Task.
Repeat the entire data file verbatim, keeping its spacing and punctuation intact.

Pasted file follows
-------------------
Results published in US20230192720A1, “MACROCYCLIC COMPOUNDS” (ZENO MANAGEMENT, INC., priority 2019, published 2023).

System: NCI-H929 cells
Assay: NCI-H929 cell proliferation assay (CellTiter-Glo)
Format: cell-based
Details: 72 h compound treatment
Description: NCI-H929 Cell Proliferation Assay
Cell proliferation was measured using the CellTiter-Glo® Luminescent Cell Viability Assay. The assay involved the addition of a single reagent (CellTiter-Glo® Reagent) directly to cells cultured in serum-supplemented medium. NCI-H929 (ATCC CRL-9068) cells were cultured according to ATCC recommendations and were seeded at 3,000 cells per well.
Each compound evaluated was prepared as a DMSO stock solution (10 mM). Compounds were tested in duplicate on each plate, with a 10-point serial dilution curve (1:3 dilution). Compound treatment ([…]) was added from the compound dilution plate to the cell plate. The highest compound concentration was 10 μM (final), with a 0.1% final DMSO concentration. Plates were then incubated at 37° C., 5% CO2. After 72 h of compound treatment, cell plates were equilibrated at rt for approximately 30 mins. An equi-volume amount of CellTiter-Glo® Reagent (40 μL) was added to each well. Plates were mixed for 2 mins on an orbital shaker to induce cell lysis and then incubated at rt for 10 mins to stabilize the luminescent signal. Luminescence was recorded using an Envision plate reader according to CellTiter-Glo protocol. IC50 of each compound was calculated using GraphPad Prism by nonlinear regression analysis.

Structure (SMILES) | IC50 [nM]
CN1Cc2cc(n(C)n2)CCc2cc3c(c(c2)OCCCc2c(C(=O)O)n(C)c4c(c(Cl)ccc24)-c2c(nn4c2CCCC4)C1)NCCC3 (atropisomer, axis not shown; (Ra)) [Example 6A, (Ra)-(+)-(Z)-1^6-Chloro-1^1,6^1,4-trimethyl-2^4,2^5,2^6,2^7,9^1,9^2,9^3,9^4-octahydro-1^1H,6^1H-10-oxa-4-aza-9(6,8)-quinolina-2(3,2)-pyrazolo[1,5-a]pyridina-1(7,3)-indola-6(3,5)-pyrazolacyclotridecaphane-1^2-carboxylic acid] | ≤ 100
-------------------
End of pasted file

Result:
Results published in US20230192720A1, “MACROCYCLIC COMPOUNDS” (ZENO MANAGEMENT, INC., priority 2019, published 2023).

System: NCI-H929 cells
Assay: NCI-H929 cell proliferation assay (CellTiter-Glo)
Format: cell-based
Details: 72 h compound treatment
Description: NCI-H929 Cell Proliferation Assay
Cell proliferation was measured using the CellTiter-Glo® Luminescent Cell Viability Assay. The assay involved the addition of a single reagent (CellTiter-Glo® Reagent) directly to cells cultured in serum-supplemented medium. NCI-H929 (ATCC CRL-9068) cells were cultured according to ATCC recommendations and were seeded at 3,000 cells per well.
Each compound evaluated was prepared as a DMSO stock solution (10 mM). Compounds were tested in duplicate on each plate, with a 10-point serial dilution curve (1:3 dilution). Compound treatment ([…]) was added from the compound dilution plate to the cell plate. The highest compound concentration was 10 μM (final), with a 0.1% final DMSO concentration. Plates were then incubated at 37° C., 5% CO2. After 72 h of compound treatment, cell plates were equilibrated at rt for approximately 30 mins. An equi-volume amount of CellTiter-Glo® Reagent (40 μL) was added to each well. Plates were mixed for 2 mins on an orbital shaker to induce cell lysis and then incubated at rt for 10 mins to stabilize the luminescent signal. Luminescence was recorded using an Envision plate reader according to CellTiter-Glo protocol. IC50 of each compound was calculated using GraphPad Prism by nonlinear regression analysis.

Structure (SMILES) | IC50 [nM]
CN1Cc2cc(n(C)n2)CCc2cc3c(c(c2)OCCCc2c(C(=O)O)n(C)c4c(c(Cl)ccc24)-c2c(nn4c2CCCC4)C1)NCCC3 (atropisomer, axis not shown; (Ra)) [Example 6A, (Ra)-(+)-(Z)-1^6-Chloro-1^1,6^1,4-trimethyl-2^4,2^5,2^6,2^7,9^1,9^2,9^3,9^4-octahydro-1^1H,6^1H-10-oxa-4-aza-9(6,8)-quinolina-2(3,2)-pyrazolo[1,5-a]pyridina-1(7,3)-indola-6(3,5)-pyrazolacyclotridecaphane-1^2-carboxylic acid] | ≤ 100